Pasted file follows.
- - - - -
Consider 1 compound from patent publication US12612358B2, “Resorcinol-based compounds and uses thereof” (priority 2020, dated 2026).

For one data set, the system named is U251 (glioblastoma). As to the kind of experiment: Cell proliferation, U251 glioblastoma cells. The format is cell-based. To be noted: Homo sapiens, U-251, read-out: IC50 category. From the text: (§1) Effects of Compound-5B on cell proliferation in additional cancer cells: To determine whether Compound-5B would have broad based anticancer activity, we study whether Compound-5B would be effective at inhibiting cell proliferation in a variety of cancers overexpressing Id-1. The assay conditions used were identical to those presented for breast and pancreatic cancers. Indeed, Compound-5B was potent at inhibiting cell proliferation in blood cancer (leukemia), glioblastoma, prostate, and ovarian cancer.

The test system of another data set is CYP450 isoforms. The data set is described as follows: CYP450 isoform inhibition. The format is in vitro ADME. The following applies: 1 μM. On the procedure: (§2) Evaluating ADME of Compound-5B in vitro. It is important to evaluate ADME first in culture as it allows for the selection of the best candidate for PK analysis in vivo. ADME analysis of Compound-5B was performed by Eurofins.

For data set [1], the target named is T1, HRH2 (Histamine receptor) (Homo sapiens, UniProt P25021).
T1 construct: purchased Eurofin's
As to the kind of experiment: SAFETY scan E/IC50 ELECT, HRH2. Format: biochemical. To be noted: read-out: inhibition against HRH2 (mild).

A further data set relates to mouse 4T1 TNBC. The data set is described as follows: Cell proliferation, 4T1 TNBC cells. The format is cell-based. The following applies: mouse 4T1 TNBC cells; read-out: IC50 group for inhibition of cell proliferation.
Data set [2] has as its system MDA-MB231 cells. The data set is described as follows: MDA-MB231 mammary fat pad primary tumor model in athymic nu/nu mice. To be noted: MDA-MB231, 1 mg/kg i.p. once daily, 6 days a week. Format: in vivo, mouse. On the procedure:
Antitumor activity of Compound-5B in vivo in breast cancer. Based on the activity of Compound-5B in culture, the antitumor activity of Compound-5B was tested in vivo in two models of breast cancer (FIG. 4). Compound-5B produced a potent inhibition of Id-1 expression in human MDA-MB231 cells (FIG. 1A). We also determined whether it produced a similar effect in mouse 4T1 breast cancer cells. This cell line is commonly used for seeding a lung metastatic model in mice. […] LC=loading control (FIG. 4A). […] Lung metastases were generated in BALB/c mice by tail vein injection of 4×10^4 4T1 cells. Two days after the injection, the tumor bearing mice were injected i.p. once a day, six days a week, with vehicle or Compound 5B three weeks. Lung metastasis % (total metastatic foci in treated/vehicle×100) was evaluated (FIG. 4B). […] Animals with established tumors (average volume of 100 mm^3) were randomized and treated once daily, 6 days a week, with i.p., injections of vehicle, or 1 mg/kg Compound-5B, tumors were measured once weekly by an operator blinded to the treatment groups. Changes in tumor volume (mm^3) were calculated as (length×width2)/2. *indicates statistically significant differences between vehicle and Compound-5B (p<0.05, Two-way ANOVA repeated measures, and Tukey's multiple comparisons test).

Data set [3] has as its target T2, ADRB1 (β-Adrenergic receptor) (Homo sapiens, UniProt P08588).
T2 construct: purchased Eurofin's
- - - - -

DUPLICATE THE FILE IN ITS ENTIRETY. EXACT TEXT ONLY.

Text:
Consider 1 compound from patent publication US12612358B2, “Resorcinol-based compounds and uses thereof” (priority 2020, dated 2026).

For one data set, the system named is U251 (glioblastoma). As to the kind of experiment: Cell proliferation, U251 glioblastoma cells. The format is cell-based. To be noted: Homo sapiens, U-251, read-out: IC50 category. From the text: (§1) Effects of Compound-5B on cell proliferation in additional cancer cells: To determine whether Compound-5B would have broad based anticancer activity, we study whether Compound-5B would be effective at inhibiting cell proliferation in a variety of cancers overexpressing Id-1. The assay conditions used were identical to those presented for breast and pancreatic cancers. Indeed, Compound-5B was potent at inhibiting cell proliferation in blood cancer (leukemia), glioblastoma, prostate, and ovarian cancer.

The test system of another data set is CYP450 isoforms. The data set is described as follows: CYP450 isoform inhibition. The format is in vitro ADME. The following applies: 1 μM. On the procedure: (§2) Evaluating ADME of Compound-5B in vitro. It is important to evaluate ADME first in culture as it allows for the selection of the best candidate for PK analysis in vivo. ADME analysis of Compound-5B was performed by Eurofins.

For data set [1], the target named is T1, HRH2 (Histamine receptor) (Homo sapiens, UniProt P25021).
T1 construct: purchased Eurofin's
As to the kind of experiment: SAFETY scan E/IC50 ELECT, HRH2. Format: biochemical. To be noted: read-out: inhibition against HRH2 (mild).

A further data set relates to mouse 4T1 TNBC. The data set is described as follows: Cell proliferation, 4T1 TNBC cells. The format is cell-based. The following applies: mouse 4T1 TNBC cells; read-out: IC50 group for inhibition of cell proliferation.
Data set [2] has as its system MDA-MB231 cells. The data set is described as follows: MDA-MB231 mammary fat pad primary tumor model in athymic nu/nu mice. To be noted: MDA-MB231, 1 mg/kg i.p. once daily, 6 days a week. Format: in vivo, mouse. On the procedure:
Antitumor activity of Compound-5B in vivo in breast cancer. Based on the activity of Compound-5B in culture, the antitumor activity of Compound-5B was tested in vivo in two models of breast cancer (FIG. 4). Compound-5B produced a potent inhibition of Id-1 expression in human MDA-MB231 cells (FIG. 1A). We also determined whether it produced a similar effect in mouse 4T1 breast cancer cells. This cell line is commonly used for seeding a lung metastatic model in mice. […] LC=loading control (FIG. 4A). […] Lung metastases were generated in BALB/c mice by tail vein injection of 4×10^4 4T1 cells. Two days after the injection, the tumor bearing mice were injected i.p. once a day, six days a week, with vehicle or Compound 5B three weeks. Lung metastasis % (total metastatic foci in treated/vehicle×100) was evaluated (FIG. 4B). […] Animals with established tumors (average volume of 100 mm^3) were randomized and treated once daily, 6 days a week, with i.p., injections of vehicle, or 1 mg/kg Compound-5B, tumors were measured once weekly by an operator blinded to the treatment groups. Changes in tumor volume (mm^3) were calculated as (length×width2)/2. *indicates statistically significant differences between vehicle and Compound-5B (p<0.05, Two-way ANOVA repeated measures, and Tukey's multiple comparisons test).

Data set [3] has as its target T2, ADRB1 (β-Adrenergic receptor) (Homo sapiens, UniProt P08588).
T2 construct: purchased Eurofin's